• In very quick-and-dirty tests with smaller models, I haven’t found any other step methods in pymc that seem more promising for sampling these models compared to the slice sampler. But I would be open to suggestions if this particular case (costly likelihood functions, many parameters, but as far as I can tell, not too “pathological” posterior geometries) seems better-suited to some other tool in the pymc toolbox. I am wondering if it may be fruitful to spend some time experimenting with using emcee as a sampler for my models in pymc, since they can at least be massively parallelized — but obviously that’s a pain because I love the pymc models as they are, and know that emcee may not be well-suited to high-dimensional models.

Sorry for the chunky post. I do try to keep it precise… Anyways, thanks as ever!

I think some samplers (if not slice) may be able to do this by using shared variables. They internally call make_shared_replacements or something like that. I am not quite sure which samplers do that. In those cases I think Aesara won’t recompute the nodes that depend on the shared variables that have not changed.

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You can try with Metropolis by passing different variables to different Metropolis samplers and checking if the computation per sample goes down as you are expecting.

If not, could you share more details of your model?

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Oh cool, I hadn’t known that some samplers are designed to make use of shared variables like that. Here’s a quick test based on a very simple model. However, after seeing the numbers, I think that a recent coding sprint might have messed up my ability to make use of the shared variable optimizations. I recently reworked my code to only expose one likelihood Op to the pymc model, rather than individual likelihood ops for each likelihood node (this allowed me to more easily debug the calls to each node, implement the caching feature, and explore why each sampling step was taking so long). If this makes sense, I’ll have to do some work to re-expose each likelihood node as its own Op again.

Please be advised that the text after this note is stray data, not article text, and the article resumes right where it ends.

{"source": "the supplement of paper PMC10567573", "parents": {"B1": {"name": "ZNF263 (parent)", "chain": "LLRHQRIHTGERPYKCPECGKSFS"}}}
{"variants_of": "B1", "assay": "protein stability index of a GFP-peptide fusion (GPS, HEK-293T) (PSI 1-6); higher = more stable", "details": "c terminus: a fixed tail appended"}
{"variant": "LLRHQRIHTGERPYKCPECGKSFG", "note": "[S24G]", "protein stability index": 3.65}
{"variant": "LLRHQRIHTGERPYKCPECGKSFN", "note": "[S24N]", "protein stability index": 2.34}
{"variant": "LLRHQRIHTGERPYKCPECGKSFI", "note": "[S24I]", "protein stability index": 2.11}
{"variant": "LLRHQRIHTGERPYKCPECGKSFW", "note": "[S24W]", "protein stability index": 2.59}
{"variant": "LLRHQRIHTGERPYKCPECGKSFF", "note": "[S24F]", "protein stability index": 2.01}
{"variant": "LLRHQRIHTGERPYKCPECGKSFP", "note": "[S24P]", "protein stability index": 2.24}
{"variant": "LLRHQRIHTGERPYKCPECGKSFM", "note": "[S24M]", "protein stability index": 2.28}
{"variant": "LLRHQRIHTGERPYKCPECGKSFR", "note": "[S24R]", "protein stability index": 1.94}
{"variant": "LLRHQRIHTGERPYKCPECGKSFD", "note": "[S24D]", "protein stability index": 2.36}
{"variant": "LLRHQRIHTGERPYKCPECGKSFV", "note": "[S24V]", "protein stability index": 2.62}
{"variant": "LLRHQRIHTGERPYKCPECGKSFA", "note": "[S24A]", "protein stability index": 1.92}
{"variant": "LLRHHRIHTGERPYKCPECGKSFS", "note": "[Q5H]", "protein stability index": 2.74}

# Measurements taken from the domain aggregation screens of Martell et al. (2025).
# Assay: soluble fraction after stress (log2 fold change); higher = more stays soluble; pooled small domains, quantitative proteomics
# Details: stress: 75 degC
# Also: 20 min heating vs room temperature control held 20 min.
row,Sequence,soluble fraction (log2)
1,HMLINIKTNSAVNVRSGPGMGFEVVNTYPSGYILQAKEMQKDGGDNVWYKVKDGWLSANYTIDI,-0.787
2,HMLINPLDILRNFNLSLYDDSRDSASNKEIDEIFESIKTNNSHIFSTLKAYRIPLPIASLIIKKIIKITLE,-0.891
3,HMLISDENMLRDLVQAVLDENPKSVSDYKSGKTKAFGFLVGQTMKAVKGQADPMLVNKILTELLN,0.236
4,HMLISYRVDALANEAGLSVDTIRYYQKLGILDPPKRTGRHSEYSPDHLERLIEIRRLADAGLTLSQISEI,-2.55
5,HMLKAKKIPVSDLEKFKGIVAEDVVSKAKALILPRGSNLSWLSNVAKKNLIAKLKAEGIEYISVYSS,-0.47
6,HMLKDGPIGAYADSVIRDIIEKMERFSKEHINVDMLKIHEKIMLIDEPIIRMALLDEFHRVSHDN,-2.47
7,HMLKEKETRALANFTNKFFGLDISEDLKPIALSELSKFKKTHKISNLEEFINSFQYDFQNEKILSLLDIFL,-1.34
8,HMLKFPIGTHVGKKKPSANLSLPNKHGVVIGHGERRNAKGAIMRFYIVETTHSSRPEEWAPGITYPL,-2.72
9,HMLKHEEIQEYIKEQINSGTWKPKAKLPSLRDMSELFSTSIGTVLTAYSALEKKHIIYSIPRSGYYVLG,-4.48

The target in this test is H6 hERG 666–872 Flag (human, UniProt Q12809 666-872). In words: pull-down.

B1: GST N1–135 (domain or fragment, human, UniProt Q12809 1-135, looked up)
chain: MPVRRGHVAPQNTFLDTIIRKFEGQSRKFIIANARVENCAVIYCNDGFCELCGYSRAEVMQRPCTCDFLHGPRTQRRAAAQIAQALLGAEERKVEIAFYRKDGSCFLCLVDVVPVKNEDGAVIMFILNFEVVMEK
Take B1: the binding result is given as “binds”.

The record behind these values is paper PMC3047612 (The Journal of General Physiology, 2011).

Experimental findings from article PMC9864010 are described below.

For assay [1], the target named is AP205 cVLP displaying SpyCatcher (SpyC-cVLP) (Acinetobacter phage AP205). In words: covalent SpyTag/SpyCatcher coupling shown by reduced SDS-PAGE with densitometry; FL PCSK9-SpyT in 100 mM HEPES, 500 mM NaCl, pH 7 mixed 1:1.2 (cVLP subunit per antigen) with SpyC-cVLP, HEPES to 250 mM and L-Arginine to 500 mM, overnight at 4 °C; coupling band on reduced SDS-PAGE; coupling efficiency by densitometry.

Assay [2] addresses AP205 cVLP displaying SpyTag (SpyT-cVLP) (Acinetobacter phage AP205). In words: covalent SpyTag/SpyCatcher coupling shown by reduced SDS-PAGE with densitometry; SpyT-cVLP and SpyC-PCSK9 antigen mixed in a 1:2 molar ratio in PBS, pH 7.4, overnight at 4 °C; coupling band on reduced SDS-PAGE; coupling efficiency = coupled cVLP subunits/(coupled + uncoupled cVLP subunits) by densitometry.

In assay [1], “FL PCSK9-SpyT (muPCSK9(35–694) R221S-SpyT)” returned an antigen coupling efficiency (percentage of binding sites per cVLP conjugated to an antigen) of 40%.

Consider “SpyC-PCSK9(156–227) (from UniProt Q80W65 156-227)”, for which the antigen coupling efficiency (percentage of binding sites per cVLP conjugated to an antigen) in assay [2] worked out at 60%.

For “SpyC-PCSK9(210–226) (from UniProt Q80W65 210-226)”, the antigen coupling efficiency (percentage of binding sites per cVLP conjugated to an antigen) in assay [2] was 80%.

Testing models such as the following:
In the above model, M=4 because we’re sampling four drift rate parameters. As mentioned there’s formally four likelihood nodes, but pymc just sees one.

I can count the number of times that the aforementioned logp cache is used, for each likelihood node. Every time the cache is used, the likelihood node is getting passed a parameter set identical to a parameter set that it has seen before. For a few varying values of M (in this case, both model dimensionality and # of likelihood nodes), here are the cache counts after 100 sampling steps (slice and metropolis run separately):

Slice: [100]
Metropolis: [100]

Slice: [765, 841]
Metropolis: [300, 300]

Slice: [2136, 2229, 2131, 2223]
Metropolis: [700, 700, 700, 700]

Slice: [5216, 5204, 5138, 5153, 5153, 5133, 5145, 5118]
Metropolis: [1500, 1500, 1500, 1500, 1500, 1500, 1500, 1500]

Big differences, but Metropolis still has a lot of cache hits. I figure that this is because it’s not making use of the shared optimization; rather, the differences we see are an indication of Slice making calls to logp for each sampling step. Still an indication of the redundant computations point, but not yet able to show whether the metropolis implementation addresses it.

Following up on the above, I’ve now tested Metropolis and Slice on the old implementation where each likelihood node is exposed to pymc. Again we’re measuring parameter cache hits. It actually looks quite similar. Example graphical model now: